Citizens are rightfully demanding action from elected officials to address climate change through legislation and policies to reduce the use of fossil fuels, and their associated greenhouse gas and smog-forming air emissions. And while these actions at the state and federal level are crucial, there are also important opportunities for actions that can be taken by individuals in our local communities, including encouraging the transition to the use of battery-electric lawn equipment within the private and public sectors.
Lawn care equipment - an opportunity 'hidden in plain site'
Although there are tens of millions of gas-powered lawn mowers and related lawn care tools operating in the US that are consuming billions of gallons of gas and diesel annually, the need to rapidly transition to the use of battery-electric lawn care equipment has yet to be widely acknowledged and acted upon.
There’s a variety of reasons for this lack of attention, but one reason is that too few people realize how much fuel all this equipment is actually consuming. For example, a typical gas or diesel lawn commercial-grade mower operated for 600 hours per year consumes between 600 and 900 gallons of fuel per year, which releases between 10,000 to 18,000 lbs (6 to 9 tons) of CO2. For comparison, an automobile averaging 25 mpg and driven 10,000 miles annually, will consume 400 gallons of gasoline. And because gas-powered lawn mowers and related hand-tools (e.g. string trimmers, debris blowers, etc.) lack any emission controls, they also emit a huge amount of harmful, smog-forming air pollution.
The good news is that the use of electric lawn care equipment is increasing throughout the US, both because of the expansion in local noise ordinances, and the fact that there’s such a large variety of high-quality battery-electric equipment available for use by residential and commercial/institutional customers. California and Vermont both also offer valuable cash incentives/rebates for the purchase of residential and commercial E-lawn care equipment.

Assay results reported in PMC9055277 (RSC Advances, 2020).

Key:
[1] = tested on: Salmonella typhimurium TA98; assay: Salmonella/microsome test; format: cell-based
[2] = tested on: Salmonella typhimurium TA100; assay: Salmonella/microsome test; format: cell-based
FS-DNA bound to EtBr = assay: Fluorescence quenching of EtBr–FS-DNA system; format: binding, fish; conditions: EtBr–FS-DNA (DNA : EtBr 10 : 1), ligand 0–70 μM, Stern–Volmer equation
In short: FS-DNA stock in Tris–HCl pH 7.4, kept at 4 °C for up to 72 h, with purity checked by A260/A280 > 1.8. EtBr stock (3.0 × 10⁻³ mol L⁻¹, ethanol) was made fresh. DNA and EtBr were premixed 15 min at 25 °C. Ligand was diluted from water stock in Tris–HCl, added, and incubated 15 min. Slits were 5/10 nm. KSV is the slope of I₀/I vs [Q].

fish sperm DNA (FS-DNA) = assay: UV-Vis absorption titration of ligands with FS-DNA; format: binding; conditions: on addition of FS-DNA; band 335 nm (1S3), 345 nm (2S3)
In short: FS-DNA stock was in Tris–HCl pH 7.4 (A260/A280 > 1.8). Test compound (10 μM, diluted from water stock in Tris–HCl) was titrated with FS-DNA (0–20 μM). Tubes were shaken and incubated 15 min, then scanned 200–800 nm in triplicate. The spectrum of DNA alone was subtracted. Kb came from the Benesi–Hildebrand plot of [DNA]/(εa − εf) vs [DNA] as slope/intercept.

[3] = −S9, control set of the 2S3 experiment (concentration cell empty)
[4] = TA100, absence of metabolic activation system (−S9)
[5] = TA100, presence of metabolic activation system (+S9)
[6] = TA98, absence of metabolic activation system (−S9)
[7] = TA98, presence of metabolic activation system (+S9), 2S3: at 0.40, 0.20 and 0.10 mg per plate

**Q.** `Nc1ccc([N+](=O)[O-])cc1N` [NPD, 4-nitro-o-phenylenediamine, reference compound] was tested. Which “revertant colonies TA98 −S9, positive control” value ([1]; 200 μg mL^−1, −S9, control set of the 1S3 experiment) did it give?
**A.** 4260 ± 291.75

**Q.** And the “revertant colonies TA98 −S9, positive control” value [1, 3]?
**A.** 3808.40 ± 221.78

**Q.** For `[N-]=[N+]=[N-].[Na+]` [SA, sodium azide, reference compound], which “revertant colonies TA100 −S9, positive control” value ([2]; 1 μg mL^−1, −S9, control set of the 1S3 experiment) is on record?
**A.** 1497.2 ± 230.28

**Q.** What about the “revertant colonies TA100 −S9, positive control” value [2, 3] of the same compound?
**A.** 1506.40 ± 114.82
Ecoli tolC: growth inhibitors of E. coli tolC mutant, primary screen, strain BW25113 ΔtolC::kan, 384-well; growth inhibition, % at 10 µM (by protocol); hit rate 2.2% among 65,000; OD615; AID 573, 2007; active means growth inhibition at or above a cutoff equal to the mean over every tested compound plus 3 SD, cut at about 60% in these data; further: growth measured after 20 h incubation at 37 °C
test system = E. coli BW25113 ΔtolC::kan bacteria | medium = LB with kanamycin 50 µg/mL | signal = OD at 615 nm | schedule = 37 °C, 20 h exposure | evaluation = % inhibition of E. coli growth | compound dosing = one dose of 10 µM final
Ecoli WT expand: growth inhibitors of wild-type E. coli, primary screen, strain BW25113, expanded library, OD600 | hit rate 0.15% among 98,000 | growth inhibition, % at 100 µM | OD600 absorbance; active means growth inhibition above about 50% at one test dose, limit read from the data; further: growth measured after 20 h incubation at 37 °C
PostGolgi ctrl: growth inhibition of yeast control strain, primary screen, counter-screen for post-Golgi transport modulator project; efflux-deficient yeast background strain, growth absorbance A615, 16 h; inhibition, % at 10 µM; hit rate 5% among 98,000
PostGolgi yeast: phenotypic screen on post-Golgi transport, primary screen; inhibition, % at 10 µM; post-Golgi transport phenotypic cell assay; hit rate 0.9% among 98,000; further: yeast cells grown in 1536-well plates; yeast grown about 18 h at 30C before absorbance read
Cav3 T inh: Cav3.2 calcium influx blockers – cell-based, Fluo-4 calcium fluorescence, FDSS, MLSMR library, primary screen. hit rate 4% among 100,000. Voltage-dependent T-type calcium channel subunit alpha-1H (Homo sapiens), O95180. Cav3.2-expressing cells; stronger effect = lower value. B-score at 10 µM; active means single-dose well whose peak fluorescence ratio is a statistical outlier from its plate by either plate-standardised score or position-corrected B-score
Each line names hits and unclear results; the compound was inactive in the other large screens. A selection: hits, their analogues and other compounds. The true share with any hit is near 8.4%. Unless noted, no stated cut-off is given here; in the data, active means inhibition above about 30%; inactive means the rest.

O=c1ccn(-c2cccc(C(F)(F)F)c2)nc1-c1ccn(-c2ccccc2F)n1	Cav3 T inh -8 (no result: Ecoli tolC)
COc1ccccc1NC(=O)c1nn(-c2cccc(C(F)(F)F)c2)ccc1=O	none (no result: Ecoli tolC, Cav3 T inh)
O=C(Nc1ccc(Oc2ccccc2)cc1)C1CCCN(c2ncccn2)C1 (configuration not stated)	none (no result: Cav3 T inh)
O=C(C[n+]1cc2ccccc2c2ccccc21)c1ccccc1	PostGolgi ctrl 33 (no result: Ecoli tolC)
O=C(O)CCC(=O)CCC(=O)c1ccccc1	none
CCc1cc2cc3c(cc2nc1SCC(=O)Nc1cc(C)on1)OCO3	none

Specific actions that can be taken to encourage the transition to E-lawn care equipment in local communities
While the use of E-lawn care equipment is growing within the public and private sectors in the US, unfortunately, its use is still very much the exception. To help expand the use of this equipment in our local communities, there’s some very specific actions that individuals and advocacy organizations can take, including:
Collect data and information about current mowing practices:
- Find out if your school, city or town, place of worship, etc. does their own mowing, or hires contractors.
- Find out what makes/models of gas-powered lawn mowers and tools are used (e.g. string trimmers, debris blowers, etc.).
- Find out how many hours those mowers are being operated annually.
- Find out, or estimate the approximate amount of fuel these mowers are consuming annually.
- Find out, or estimate the approximate amount of money that’s being spent on this fuel.